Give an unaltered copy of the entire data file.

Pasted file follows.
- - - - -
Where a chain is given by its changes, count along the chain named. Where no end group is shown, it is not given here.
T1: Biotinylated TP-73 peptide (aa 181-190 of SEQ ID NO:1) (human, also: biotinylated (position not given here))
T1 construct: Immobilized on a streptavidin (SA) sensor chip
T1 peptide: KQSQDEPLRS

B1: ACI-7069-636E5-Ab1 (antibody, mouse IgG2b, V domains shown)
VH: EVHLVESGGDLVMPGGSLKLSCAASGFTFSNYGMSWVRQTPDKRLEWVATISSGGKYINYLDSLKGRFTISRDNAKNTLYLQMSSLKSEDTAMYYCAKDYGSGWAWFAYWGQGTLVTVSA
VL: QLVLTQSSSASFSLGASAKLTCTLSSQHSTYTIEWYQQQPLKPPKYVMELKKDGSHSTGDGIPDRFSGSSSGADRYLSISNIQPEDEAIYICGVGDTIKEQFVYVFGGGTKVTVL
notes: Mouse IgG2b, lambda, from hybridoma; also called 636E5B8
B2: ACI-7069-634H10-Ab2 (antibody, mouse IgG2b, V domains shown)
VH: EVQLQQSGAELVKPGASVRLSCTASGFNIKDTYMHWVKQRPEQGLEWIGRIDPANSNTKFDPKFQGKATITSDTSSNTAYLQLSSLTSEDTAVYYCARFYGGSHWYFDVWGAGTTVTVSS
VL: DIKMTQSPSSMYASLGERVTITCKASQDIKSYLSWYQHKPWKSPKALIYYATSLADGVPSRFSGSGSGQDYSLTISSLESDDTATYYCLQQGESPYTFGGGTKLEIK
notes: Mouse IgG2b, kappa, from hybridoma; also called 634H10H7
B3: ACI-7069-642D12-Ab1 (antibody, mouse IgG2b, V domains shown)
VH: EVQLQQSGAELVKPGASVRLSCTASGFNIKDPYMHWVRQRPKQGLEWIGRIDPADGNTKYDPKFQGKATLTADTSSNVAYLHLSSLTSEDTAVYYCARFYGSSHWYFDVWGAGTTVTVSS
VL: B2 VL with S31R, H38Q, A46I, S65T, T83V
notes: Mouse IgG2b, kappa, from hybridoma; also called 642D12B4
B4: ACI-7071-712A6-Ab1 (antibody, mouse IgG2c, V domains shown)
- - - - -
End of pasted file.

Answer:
Where a chain is given by its changes, count along the chain named. Where no end group is shown, it is not given here.
T1: Biotinylated TP-73 peptide (aa 181-190 of SEQ ID NO:1) (human, also: biotinylated (position not given here))
T1 construct: Immobilized on a streptavidin (SA) sensor chip
T1 peptide: KQSQDEPLRS

B1: ACI-7069-636E5-Ab1 (antibody, mouse IgG2b, V domains shown)
VH: EVHLVESGGDLVMPGGSLKLSCAASGFTFSNYGMSWVRQTPDKRLEWVATISSGGKYINYLDSLKGRFTISRDNAKNTLYLQMSSLKSEDTAMYYCAKDYGSGWAWFAYWGQGTLVTVSA
VL: QLVLTQSSSASFSLGASAKLTCTLSSQHSTYTIEWYQQQPLKPPKYVMELKKDGSHSTGDGIPDRFSGSSSGADRYLSISNIQPEDEAIYICGVGDTIKEQFVYVFGGGTKVTVL
notes: Mouse IgG2b, lambda, from hybridoma; also called 636E5B8
B2: ACI-7069-634H10-Ab2 (antibody, mouse IgG2b, V domains shown)
VH: EVQLQQSGAELVKPGASVRLSCTASGFNIKDTYMHWVKQRPEQGLEWIGRIDPANSNTKFDPKFQGKATITSDTSSNTAYLQLSSLTSEDTAVYYCARFYGGSHWYFDVWGAGTTVTVSS
VL: DIKMTQSPSSMYASLGERVTITCKASQDIKSYLSWYQHKPWKSPKALIYYATSLADGVPSRFSGSGSGQDYSLTISSLESDDTATYYCLQQGESPYTFGGGTKLEIK
notes: Mouse IgG2b, kappa, from hybridoma; also called 634H10H7
B3: ACI-7069-642D12-Ab1 (antibody, mouse IgG2b, V domains shown)
VH: EVQLQQSGAELVKPGASVRLSCTASGFNIKDPYMHWVRQRPKQGLEWIGRIDPADGNTKYDPKFQGKATLTADTSSNVAYLHLSSLTSEDTAVYYCARFYGSSHWYFDVWGAGTTVTVSS
VL: B2 VL with S31R, H38Q, A46I, S65T, T83V
notes: Mouse IgG2b, kappa, from hybridoma; also called 642D12B4
B4: ACI-7071-712A6-Ab1 (antibody, mouse IgG2c, V domains shown)